Daily Family Worship

Psalm 88: A Song of Sorrow

by | Jun 1, 2024

Although Heman spoke here of his own pain and sufferings, the Holy Spirit inspired him in such a way that his words prophetically refer to the Person and afflictions of the Lord Jesus. If we read this composition with a spiritual eye, we cannot help missing a sight of Christ in this mournful pouring out of the Psalmist’s soul. Was there ever sorrow like unto His sorrow, wherewith the Lord afflicted Him in the day of His fierce anger? Observe how our beloved Surety and Representative, in these cries of His soul, calls the Lord “the God of his salvation” – making it clear that it was from Him that He looked for an assured deliverance from all His sufferings.

It is impossible for a child of God to have any doubts as to Whom the expressions in verses 3-9 peculiarly and principally belong. To Whom else can they so properly belong as to our blessed Jesus? Who can read of His soul-agony in the Garden, and His cries on the cross, without beholding the striking application? As you recollect Christ bearing our sins in His own body on the tree, do you need to be told that the Divine wrath was then laying hard upon Him for our sins, and that all the billows and waves of God’s displeasure at sin were poured out upon Him? And who can recollect the fleeing of the Savior’s disciples from Him in Gethsemane, and their desertion of Him in the hour of danger, without being assured that these verses point to none other but Jesus? Yes, O Lamb of God, it is You of Whom the Psalmist speaks, and not of any other man!

The force and beauty of the expressions in verses 10-12 are intended to confirm the certainty of the things which they seem to question. We meet with many such passages in Scripture, where the certainty of the truth that is intended to be established is more effectually done by the inquiry, than if it had been said in so many words. An example of this is found in our Lord’s question, “What shall it profit a man, if he shall gain the whole world, and lose his own soul?” By this question, it is plain that Jesus not only meant to say that it would profit him nothing; but by this method of stating the subject, He intended to give us the most certain conviction of the stupidity and folly of neglecting the care of the soul, upon any and every consideration whatsoever. And this part of the 88th Psalm is another instance of this particular method of revealing truth: “Wilt thou show wonders to the dead? Shall the dead arise and praise thee?” “Yes, thy dead men shall live” – that is the promise of the Father to His Son, in Isaiah 26:19 – “together with my dead body, shall they arise!” By His death, Jesus has overcome death; for it was appointed that He, by the grace of God, should taste death for every man. And just as surely as He was delivered up for our offences; so also, He was raised up again for our justification (Heb. 2:9; Rom. 4:25). Hence, therefore, God’s wonders shall indeed be shown among the dead; for the dead in Christ shall arise! If we believe that Jesus died and rose again, we will also share in the glories of His resurrection! (1 Thess. 4:14-16) O how blessed is the thought! Dear brother or sister, just think of the blessed privileges that Jesus has procured by His redemption; and let your mind meditate upon all the wonders, even in the regions of darkness and the grave, that have been brought about by His amazing love!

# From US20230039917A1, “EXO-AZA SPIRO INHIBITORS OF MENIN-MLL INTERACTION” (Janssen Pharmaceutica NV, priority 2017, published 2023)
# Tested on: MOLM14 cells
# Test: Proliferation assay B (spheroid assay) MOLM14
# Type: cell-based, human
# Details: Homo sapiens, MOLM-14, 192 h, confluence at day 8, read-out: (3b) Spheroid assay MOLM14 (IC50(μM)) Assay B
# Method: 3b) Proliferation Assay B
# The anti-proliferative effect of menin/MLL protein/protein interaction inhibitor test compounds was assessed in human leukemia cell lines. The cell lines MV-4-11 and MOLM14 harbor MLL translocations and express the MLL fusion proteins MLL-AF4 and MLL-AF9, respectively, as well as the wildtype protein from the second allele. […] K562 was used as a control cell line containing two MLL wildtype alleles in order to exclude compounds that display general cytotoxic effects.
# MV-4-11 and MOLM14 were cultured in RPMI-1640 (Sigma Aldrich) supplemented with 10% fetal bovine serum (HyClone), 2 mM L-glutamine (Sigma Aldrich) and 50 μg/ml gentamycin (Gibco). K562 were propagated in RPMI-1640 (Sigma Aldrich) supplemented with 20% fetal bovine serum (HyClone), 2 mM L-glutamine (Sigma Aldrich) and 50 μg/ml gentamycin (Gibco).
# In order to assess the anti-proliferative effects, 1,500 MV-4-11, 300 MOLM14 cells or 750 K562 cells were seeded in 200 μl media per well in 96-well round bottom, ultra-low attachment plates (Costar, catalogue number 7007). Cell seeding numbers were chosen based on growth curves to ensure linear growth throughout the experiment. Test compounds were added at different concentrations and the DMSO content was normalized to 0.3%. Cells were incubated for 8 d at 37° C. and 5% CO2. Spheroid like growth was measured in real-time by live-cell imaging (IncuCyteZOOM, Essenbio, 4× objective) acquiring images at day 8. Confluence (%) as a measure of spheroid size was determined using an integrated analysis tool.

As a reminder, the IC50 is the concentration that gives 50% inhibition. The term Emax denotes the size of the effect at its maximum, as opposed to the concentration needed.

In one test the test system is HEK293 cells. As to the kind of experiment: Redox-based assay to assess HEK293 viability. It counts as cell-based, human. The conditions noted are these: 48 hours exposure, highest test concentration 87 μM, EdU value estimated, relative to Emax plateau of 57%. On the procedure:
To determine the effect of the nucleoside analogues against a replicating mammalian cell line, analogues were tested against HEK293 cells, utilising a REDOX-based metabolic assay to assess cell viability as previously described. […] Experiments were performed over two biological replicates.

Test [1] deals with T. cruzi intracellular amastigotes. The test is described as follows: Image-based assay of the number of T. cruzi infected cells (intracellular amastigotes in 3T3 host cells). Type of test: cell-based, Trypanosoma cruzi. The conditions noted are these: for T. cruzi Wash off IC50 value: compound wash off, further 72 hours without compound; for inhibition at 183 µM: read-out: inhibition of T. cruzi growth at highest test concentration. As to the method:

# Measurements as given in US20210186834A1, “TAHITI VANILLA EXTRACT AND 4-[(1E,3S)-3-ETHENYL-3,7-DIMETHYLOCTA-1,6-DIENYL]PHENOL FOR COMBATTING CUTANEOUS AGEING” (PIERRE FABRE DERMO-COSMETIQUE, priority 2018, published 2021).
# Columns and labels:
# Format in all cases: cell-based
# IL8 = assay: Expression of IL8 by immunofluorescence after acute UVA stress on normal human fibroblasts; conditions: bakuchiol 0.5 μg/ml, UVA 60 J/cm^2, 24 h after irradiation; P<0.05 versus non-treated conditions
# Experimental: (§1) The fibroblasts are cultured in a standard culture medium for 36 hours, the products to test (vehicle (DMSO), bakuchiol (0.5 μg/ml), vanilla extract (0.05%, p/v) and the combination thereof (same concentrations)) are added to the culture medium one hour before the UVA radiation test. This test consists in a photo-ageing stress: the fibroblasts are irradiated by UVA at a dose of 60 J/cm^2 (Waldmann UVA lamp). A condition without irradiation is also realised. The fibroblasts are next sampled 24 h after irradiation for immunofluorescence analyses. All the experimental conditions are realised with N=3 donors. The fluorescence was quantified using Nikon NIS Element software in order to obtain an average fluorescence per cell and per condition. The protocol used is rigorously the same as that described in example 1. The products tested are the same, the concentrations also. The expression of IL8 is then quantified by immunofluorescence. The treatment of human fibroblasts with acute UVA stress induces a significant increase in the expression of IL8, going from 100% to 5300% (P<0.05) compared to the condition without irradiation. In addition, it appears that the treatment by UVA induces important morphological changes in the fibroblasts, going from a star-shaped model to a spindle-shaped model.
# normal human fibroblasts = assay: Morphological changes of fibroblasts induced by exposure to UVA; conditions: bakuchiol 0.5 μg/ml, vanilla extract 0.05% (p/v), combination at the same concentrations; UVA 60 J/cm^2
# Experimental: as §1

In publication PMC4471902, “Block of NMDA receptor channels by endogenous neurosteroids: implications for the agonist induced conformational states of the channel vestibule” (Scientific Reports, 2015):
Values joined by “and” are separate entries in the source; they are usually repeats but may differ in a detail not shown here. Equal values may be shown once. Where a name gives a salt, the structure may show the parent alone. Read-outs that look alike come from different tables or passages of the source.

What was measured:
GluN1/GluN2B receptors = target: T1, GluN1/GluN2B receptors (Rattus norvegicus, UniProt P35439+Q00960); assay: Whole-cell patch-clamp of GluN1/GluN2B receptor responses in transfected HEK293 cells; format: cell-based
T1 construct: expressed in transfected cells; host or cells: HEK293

There is a great degree of earnestness in the sorrows which are again repeated in verses 13-19. Jesus, from the moment of His birth to the cross, was sanctified and set apart in the eyes of the holy Law of God; and yet He stood forth as the Surety and the Burden-bearer of all the sins and sorrows of His people. It is a blessed thought for the believer – in the heart-felt knowledge and conviction of it – that although such rich and free sovereign grace is shown to a poor sinner, in the providing of such a substitute as Jesus to take away sin by the sacrifice of Himself; yet in the accomplishment of this great undertaking, there was no favor nor forbearance shown to Christ. Do not hastily pass over this sweet view of Jesus! In the full confidence that the Lord Jesus, in all His sufferings, carried all His people’s sins and expiated all their transgressions; and in the remembrance that He died as the Just One in the place of the unjust, to bring them unto God – here lies the whole assurance of our salvation!

Lord, we thank You for being the God of our salvation, to Whom we may freely pray whenever we are in trouble and sorrow! Amen.

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